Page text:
Housework in Art and Illustration

Washing and Washing Work

Sewing, Spinning and Weaving

The Symbolism of Broomsticks

“Infants less than four months old living in a home where household cleaning products were used more frequently were more likely to develop wheezing and asthma by age three.”

Modernity Has Made Us Allergic (also don’t change your sheets too often and keep your pets inside)
Cultural Production and the Politics of Women’s Work in American Film and Literature

How does thinking about gender and work help to rethink cultural hierarchies? In Cultural Production and the Politics of Women’s Work in American Film and Literature (Routledge, 2019), Polina Kroik, who teaches at Fordham University and Baruch College, CUNY, explores the relationship between work and gender in American culture. The book offers a wide-ranging discussion, from early twentieth century literature to the Hollywood studio system of the 1920s and 1930s, as well as mid-century literary publishing and contemporary television. The book analyses a wealth of well-known authors and examples, including Sylvia Plath and Mad Men, as well as figures, such as Nella Larsen, who have seen less public attention. The book is essential reading across humanities and social sciences, as well as for anyone interested in gender, race, and culture.

New Books Network

[Community Cookbooks] began as a way for women to come together and share recipes and to support a common cause be it a local church, school, club, or other fundraising goal. The concept became so popular and spread rapidly throughout the nation that more than 3,000 charity cookbooks were published between 1864 and 1922, according to Feeding America, an historic cookbook project of Michigan State University. Antiquarian bookseller, collector and food historian Don Lindgren shares his insights into this movement from charitable funding to the breaking of gender limits.

Women’s Work: History of Community Cookbooks
Feminine pursuits, Pieter Roosing, 1814 - 1839
Feminine pursuits, Pieter Roosing, 1814 – 1839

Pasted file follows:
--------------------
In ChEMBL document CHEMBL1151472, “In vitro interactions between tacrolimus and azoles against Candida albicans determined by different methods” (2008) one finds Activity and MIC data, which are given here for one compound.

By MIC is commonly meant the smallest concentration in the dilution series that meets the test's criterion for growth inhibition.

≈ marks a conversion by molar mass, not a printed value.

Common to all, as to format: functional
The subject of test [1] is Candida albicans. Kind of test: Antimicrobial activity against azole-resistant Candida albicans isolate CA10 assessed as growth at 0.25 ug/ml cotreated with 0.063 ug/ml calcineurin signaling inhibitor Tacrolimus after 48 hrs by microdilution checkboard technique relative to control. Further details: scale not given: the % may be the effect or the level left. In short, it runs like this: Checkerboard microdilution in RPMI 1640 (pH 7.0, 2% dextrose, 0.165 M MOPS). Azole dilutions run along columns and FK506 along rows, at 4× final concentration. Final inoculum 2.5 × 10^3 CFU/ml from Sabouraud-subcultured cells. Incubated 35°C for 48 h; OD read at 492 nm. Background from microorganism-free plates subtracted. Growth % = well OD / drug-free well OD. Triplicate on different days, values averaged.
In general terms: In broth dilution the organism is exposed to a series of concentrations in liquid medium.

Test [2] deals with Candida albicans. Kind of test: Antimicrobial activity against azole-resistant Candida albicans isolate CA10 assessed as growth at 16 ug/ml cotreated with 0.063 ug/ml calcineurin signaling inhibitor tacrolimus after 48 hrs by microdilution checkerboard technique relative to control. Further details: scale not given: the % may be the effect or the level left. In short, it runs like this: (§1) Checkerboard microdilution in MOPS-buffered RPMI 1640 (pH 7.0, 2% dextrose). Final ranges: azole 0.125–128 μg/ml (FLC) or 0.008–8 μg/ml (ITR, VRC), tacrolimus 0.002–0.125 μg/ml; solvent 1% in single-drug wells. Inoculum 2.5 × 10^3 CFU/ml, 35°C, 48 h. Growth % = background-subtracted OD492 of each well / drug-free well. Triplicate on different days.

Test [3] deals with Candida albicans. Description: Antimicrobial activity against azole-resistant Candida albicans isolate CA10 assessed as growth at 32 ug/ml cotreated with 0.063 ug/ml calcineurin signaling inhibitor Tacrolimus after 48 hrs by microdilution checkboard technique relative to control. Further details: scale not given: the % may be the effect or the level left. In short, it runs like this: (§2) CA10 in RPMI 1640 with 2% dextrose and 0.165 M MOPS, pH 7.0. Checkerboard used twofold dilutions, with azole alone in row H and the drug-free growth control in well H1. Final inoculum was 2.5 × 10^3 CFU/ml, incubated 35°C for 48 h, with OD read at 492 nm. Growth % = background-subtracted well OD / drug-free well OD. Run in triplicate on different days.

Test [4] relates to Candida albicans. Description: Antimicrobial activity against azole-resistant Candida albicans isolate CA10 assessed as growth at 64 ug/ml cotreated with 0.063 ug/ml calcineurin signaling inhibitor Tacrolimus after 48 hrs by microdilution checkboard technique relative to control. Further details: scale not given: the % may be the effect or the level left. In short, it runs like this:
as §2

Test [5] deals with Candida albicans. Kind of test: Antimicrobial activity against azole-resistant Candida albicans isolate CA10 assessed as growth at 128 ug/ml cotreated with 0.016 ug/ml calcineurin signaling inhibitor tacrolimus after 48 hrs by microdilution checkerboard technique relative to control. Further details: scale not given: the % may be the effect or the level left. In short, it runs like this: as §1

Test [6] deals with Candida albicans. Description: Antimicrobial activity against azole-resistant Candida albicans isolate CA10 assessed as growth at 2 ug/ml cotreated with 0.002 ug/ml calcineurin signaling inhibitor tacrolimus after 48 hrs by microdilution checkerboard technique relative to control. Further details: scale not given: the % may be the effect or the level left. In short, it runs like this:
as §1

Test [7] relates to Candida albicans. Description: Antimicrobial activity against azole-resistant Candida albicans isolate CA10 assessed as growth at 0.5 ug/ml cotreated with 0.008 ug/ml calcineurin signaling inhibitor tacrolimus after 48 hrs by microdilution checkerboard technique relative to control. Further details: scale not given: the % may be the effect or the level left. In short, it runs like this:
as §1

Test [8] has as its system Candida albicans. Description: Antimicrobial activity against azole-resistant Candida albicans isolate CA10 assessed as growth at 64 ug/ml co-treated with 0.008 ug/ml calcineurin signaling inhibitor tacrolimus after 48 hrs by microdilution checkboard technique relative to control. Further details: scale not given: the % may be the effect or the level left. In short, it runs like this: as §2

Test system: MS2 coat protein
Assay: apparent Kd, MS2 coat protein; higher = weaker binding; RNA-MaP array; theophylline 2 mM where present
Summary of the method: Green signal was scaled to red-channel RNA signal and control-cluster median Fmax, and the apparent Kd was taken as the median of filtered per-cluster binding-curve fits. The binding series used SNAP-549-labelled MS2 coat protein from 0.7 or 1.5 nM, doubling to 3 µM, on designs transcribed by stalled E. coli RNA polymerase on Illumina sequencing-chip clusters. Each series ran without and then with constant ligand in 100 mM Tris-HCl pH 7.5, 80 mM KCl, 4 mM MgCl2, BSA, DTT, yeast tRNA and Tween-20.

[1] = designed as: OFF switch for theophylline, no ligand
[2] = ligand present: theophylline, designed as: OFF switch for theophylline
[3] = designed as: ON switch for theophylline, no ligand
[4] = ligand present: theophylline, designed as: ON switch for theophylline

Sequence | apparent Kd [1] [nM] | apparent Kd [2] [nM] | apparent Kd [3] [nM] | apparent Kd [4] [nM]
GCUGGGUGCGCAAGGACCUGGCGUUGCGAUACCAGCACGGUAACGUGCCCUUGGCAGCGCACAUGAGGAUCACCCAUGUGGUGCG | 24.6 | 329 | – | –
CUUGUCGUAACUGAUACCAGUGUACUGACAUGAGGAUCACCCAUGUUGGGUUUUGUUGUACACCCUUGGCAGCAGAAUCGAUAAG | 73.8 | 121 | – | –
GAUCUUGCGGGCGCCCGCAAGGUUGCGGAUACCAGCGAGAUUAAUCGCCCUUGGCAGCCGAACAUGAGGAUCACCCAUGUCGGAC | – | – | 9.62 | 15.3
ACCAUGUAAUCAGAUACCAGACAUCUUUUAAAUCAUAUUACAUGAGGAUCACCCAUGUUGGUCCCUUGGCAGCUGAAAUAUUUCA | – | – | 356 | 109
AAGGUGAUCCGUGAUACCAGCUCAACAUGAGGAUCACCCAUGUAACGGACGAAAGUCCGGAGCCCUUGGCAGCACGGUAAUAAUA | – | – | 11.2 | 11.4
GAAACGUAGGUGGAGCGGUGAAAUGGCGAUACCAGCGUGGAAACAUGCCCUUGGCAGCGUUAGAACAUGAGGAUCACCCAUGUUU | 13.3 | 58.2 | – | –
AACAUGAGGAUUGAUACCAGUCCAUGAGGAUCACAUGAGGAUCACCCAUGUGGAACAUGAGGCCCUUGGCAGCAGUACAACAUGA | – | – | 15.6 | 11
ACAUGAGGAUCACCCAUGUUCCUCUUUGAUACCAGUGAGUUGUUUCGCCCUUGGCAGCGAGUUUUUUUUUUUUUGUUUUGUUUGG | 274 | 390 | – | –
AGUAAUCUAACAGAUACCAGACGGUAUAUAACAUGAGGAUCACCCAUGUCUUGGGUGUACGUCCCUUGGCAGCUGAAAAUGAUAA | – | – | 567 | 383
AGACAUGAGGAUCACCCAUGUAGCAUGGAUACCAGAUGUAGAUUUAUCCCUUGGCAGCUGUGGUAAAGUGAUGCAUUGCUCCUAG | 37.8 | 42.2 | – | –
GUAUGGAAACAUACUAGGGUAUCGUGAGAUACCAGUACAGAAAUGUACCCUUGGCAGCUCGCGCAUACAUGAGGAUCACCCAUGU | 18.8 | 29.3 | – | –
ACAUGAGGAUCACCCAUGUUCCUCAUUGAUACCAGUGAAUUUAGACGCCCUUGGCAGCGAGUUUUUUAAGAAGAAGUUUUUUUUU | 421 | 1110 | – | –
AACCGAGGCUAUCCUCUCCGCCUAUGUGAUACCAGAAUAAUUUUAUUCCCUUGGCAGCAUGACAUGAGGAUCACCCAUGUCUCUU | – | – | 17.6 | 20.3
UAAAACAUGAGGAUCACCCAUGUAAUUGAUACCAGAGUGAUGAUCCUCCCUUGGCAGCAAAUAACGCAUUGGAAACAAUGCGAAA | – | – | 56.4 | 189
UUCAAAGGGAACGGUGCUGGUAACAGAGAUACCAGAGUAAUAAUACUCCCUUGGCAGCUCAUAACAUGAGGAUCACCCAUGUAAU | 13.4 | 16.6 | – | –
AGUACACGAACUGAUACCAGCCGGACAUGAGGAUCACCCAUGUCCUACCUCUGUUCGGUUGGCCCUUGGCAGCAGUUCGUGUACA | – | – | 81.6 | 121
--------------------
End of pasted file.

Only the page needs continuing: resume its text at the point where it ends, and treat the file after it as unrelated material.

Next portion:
The first edition of THE JOY OF COOKING (1931), self-published by Irma Rombauer, is America’s most popular cookbook, having sold more than 18,000,000 copies. On the original cover, the book featured a silhouette cutout illustration by Rombauer’s daughter, Marion Rombauer Becker, who was director of the art department at John Burroughs School in St. Louis. Her design depicts Saint Martha of Bethany, the patron saint of cooking (representing here the chore’s drudgery), beating a dragon with a mop.

The Joy of Cooking by Irma S. Rombauer
The Joy of Cooking by Irma S. Rombauer
Ralph Hedley – The Butter Churn

From an accidental churning in ancient times to the modern day quest for the purest, silkiest spreads, butter has a very rich history. Historian Elaine Khosrova, author of Butter, A Rich History, shares some of her stories as we dive into the unctuous beginnings of this delicious food.

All About Butter

It’s been nearly ninety years since Irma S. Rombauer self-published the first edition of Joy of Cooking in 1931.  It quickly rose in popularity and soon became the “kitchen bible,” shaping the recipes and techniques of home cooks. Irma’s daughter, Marion Rombauer Becker, revised and wrote the 6th edition in 1975, now considered a classic.  Today there is a new, modern edition which reclaims many of the lost recipes over the years and adds a few new ones. John Becker, Marion’s grandson and great-grandson of Irma , and his wife Megan Scott spent nine years revising and updating the recipes and information for the newest Joy of Cooking.  They share their stories of that effort with Linda on this episode.

Joy of Cooking, a podcast episode

Header painting: Garnet Ruskin Wolseley (1884-1967) British


On paper, things look fine. Sam Dennon recently inherited significant wealth from his uncle. As a respected architect, Sam spends his days thinking about the family needs and rich lives of his clients. But privately? Even his enduring love of amateur astronomy is on the wane. Sam has built a sustainable-architecture display home for himself but hasn’t yet moved into it, preferring to sleep in his cocoon of a campervan. Although they never announced it publicly, Sam’s wife and business partner ended their marriage years ago due to lack of intimacy, leaving Sam with the sense he is irreparably broken.

Now his beloved uncle has died. An intensifying fear manifests as health anxiety, with night terrors from a half-remembered early childhood event. To assuage the loneliness, Sam embarks on a Personal Happiness Project:

1. Get a pet dog

2. Find a friend. Just one. Not too intense.




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